The Economic Effects of the Trans-Pacific Partnership: New Estimates

Peter A. Petri (PIIE) and Michael G. Plummer (Johns Hopkins University and East-West Center)
Working Paper
16-2
January 2016

The authors estimate the economic effects of the Trans-Pacific Partnership (TPP) using a comprehensive, quantitative trade model, updating results reported in Petri, Plummer, and Zhai (2012) with recent data and information from the agreement. The new estimates suggest that the TPP will increase annual real incomes in the United States by $131 billion, or 0.5 percent of GDP, and annual exports by $357 billion, or 9.1 percent of exports, over baseline projections by 2030, when the agreement is nearly fully implemented. Annual income gains by 2030 will be $492 billion for the world. While the United States will be the largest beneficiary of the TPP in absolute terms, the agreement will generate substantial gains for Japan, Malaysia, and Vietnam as well, and solid benefits for other members. The agreement will raise US wages but is not projected to change US employment levels; it will slightly increase "job churn" (movements of jobs between firms) and impose adjustment costs on some workers.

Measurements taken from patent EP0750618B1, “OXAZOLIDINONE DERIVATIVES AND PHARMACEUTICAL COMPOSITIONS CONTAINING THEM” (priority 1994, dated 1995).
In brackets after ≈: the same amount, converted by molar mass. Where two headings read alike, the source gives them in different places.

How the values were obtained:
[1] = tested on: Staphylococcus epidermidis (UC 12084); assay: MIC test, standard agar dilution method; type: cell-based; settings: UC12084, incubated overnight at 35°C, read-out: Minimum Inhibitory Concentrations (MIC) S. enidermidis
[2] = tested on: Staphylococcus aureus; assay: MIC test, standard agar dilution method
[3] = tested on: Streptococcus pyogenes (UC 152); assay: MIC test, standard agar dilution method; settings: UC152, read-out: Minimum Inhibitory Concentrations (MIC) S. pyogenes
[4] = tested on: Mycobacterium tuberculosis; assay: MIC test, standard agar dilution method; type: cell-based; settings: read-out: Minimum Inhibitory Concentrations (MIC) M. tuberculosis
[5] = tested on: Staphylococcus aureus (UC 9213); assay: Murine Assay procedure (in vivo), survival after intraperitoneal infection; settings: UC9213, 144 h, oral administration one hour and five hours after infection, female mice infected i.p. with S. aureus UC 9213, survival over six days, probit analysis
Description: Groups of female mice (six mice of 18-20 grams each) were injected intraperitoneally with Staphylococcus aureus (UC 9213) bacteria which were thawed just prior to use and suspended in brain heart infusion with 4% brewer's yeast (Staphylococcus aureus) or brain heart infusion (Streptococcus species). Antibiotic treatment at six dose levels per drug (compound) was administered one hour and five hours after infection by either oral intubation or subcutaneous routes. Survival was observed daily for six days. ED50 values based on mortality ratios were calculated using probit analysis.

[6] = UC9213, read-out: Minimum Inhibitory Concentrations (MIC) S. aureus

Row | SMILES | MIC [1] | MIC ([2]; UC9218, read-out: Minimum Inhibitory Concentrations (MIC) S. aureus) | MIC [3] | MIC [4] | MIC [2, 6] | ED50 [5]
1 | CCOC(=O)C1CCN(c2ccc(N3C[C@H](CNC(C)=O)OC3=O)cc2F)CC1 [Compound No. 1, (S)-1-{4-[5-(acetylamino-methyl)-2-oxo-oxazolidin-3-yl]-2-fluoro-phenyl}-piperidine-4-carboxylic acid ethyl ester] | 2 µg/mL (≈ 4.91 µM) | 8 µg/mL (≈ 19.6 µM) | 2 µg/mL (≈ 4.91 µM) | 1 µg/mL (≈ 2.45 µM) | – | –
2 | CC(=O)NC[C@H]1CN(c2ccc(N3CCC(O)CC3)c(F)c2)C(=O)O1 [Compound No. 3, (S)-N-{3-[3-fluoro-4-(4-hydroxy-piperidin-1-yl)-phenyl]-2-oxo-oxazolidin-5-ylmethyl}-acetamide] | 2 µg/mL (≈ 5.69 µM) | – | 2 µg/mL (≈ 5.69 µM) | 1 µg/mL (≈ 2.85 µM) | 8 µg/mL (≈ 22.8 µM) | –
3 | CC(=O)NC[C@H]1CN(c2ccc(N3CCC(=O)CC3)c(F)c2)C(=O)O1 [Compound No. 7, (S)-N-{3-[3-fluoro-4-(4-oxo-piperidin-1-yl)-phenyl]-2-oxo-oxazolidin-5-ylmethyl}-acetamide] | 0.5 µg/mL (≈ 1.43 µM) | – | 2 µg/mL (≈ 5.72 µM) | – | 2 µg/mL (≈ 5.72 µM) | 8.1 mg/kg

Data Disclosure: 

Data disclosure: The quantitative material from the TPP model developed by the authors, including detailed results, data and methodologies for computing elements of the model, are available at asiapacifictrade.org.